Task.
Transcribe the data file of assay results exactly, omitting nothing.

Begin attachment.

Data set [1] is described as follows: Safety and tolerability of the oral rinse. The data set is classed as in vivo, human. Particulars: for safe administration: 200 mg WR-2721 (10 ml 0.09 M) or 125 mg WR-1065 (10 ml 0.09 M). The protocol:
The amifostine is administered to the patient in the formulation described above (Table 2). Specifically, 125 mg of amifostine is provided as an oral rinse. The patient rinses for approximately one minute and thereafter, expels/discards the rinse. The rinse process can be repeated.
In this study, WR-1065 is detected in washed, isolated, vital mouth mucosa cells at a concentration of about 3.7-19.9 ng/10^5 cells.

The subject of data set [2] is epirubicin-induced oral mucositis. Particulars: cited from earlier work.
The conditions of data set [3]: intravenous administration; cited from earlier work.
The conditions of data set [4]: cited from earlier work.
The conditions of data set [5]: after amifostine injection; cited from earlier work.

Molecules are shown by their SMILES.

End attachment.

Data set [1] is described as follows: Safety and tolerability of the oral rinse. The data set is classed as in vivo, human. Particulars: for safe administration: 200 mg WR-2721 (10 ml 0.09 M) or 125 mg WR-1065 (10 ml 0.09 M). The protocol:
The amifostine is administered to the patient in the formulation described above (Table 2). Specifically, 125 mg of amifostine is provided as an oral rinse. The patient rinses for approximately one minute and thereafter, expels/discards the rinse. The rinse process can be repeated.
In this study, WR-1065 is detected in washed, isolated, vital mouth mucosa cells at a concentration of about 3.7-19.9 ng/10^5 cells.

The subject of data set [2] is epirubicin-induced oral mucositis. Particulars: cited from earlier work.
The conditions of data set [3]: intravenous administration; cited from earlier work.
The conditions of data set [4]: cited from earlier work.
The conditions of data set [5]: after amifostine injection; cited from earlier work.

Molecules are shown by their SMILES.